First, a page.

Help for Problem Gambling

problem gambling

Don't Gamble

More Than You Can

Afford to Lose.

A gambling problem can become an addiction.

Gambling is a socially acceptable activity for adults. You can find gambling activity everywhere such as: the six Casinos here in Maryland; Lottery scratch offs at your local convenience store; the monthly bingo game at the Church; March madness tournament pools each year at work; and even the weekly poker game at a friend’s house.

When does it become a problem?

A gambling problem generally has 2 key features. One is impaired control. This means not being able to stick to limits of the amount of money and/or time that is spent gambling. The second feature is that the gambling causes personal emotional, financial, relationship or legal problems (negative life consequences).

Gambling problems not only impact the person who is gambling but also frequently cause distress for family, friends, and co-workers. And a gambling problem can become an addiction.

Gambling problems were initially recognized as an impulse control disorder but have recently been reclassified by the American Psychiatric Association as an addiction.

While gambling is a form of entertainment for most people, for others it is a devastating medical condition. Most people are unaware of the dangers of problem gambling or that it is a treatable medical condition. Certain things may make people more susceptible such as financial distress, substance abuse, mental health problems, or peer pressure.


For the majority of adults, gambling can be a fun and entertaining experience, but there are risks involved. It is critical to know these risks and have a plan before you begin betting on sports.

People with gambling problems are at high risk for incarceration and suicide. It is very important to get help as soon as possible.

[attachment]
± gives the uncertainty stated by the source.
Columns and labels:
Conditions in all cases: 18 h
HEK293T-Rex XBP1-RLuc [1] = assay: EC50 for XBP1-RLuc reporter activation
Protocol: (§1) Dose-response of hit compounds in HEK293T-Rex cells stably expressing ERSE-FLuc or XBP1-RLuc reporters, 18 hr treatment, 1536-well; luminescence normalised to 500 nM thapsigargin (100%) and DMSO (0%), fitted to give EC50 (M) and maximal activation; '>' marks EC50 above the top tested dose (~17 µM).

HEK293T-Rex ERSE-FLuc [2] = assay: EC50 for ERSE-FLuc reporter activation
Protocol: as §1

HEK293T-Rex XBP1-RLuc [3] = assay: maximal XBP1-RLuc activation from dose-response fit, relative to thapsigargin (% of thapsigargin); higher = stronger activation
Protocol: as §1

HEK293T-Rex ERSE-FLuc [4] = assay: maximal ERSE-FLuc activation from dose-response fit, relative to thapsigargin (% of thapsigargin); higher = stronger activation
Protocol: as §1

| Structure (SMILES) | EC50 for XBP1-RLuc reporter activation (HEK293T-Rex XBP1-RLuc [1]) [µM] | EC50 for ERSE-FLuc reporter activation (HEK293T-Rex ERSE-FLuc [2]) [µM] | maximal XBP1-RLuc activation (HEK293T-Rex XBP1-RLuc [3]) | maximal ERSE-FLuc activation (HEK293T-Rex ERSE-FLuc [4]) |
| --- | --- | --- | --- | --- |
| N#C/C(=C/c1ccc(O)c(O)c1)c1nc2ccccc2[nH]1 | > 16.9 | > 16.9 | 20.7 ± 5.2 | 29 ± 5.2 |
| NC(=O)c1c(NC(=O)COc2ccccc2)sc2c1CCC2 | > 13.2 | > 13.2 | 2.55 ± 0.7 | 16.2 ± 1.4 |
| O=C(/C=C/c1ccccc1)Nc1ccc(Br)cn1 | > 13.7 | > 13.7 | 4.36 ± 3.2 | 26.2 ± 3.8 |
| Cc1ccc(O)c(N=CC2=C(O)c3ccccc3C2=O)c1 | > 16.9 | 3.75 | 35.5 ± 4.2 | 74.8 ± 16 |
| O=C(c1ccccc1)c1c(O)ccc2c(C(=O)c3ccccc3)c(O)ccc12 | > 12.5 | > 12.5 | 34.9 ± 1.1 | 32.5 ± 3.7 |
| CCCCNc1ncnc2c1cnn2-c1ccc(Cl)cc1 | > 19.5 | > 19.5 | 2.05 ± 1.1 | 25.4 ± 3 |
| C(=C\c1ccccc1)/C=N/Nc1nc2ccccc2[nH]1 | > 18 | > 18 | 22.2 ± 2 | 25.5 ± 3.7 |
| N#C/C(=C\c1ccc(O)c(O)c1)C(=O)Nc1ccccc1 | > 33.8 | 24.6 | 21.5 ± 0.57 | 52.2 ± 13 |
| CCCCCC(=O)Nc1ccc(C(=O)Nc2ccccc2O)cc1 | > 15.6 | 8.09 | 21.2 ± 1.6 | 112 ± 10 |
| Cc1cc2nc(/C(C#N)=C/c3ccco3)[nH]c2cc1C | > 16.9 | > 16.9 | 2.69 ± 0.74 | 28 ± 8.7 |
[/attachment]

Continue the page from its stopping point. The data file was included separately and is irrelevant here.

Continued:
Did You Know:

  • One individual who struggles with problems due to gambling negatively affects 7-10 people within their immediate circle.
  • Gambling should never be viewed as a financial solution.
  • Individuals with substance use and mental health disorders are at a higher risk for having a gambling problem.
  • Relationship violence and child abuse are correlated with problem gambling and severely aggravated if substance use is involved.
  • 50% of people struggling with problems due to gambling/gambling addiction have had thoughts of suicide.
  • Although gambling is illegal for youth under the age of 18, 33% of Maryland high school students gamble. Of that group, 30% will develop a gambling problem.
  • Nearly 10% of US Veterans struggle with disordered gambling, a rate two-three times higher than the general population.
  • 2% of older adults in Maryland are problem gamblers.
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Is Gambling Affecting Your Life?

- Get Help Today -

Gamblers, their family, their friends, or employers are welcome to call or text the free and confidential helpline.

Call or Text the Maryland Problem Gambling Helpline 24/7


As a Maryland resident, you can be connected to a treatment provider for “no Cost” counseling or to to a Peer Recovery Support Specialist who has live experience in recovery and has been there.


Self Assessment

This assessment is designed to help you decide if you wish to seek other forms of support or information.
Counseling for gambling problems at no cost to Maryland residents is now available for anyone seeking help regardless of insurance coverage, financial status, or ability to pay, whether you are the individual gambling or the family member of a gambler. You, or someone you know, can receive help for a gambling problem without adding any additional financial burden to your life.

If you, or someone you know, struggles with problems due to gambling behavior we can help! Call or text:

Maryland Problem Gambling Helpline… It’s free, confidential and 24/7


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